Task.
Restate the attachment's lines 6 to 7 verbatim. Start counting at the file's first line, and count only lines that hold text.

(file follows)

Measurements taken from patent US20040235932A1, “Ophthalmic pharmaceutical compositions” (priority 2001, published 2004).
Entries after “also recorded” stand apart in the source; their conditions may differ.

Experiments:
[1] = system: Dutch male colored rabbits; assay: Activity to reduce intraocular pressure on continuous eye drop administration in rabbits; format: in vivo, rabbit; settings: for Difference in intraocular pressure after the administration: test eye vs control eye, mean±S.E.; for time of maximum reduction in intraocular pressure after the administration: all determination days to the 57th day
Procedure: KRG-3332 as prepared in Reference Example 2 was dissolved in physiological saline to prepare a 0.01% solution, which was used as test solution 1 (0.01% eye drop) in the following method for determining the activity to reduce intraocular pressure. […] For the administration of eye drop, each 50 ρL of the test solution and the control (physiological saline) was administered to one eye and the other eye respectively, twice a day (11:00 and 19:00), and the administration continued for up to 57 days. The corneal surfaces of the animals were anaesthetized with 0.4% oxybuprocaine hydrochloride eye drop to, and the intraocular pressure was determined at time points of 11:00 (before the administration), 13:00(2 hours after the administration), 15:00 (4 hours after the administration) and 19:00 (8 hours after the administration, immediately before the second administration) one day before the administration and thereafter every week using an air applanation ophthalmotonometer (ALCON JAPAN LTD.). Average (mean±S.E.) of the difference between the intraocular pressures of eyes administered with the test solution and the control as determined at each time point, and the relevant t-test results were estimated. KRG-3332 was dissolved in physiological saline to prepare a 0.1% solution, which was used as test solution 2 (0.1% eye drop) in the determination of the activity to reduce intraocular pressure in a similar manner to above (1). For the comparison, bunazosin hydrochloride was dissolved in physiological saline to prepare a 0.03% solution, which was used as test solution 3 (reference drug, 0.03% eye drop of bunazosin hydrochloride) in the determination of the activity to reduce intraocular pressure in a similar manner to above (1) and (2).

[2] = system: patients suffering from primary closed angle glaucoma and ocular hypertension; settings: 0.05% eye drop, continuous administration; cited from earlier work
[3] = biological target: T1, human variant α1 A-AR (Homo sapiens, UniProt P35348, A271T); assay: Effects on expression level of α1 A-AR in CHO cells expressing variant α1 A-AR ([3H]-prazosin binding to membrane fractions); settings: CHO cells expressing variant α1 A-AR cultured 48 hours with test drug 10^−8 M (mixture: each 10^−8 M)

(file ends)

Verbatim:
[2] = system: patients suffering from primary closed angle glaucoma and ocular hypertension; settings: 0.05% eye drop, continuous administration; cited from earlier work
[3] = biological target: T1, human variant α1 A-AR (Homo sapiens, UniProt P35348, A271T); assay: Effects on expression level of α1 A-AR in CHO cells expressing variant α1 A-AR ([3H]-prazosin binding to membrane fractions); settings: CHO cells expressing variant α1 A-AR cultured 48 hours with test drug 10^−8 M (mixture: each 10^−8 M)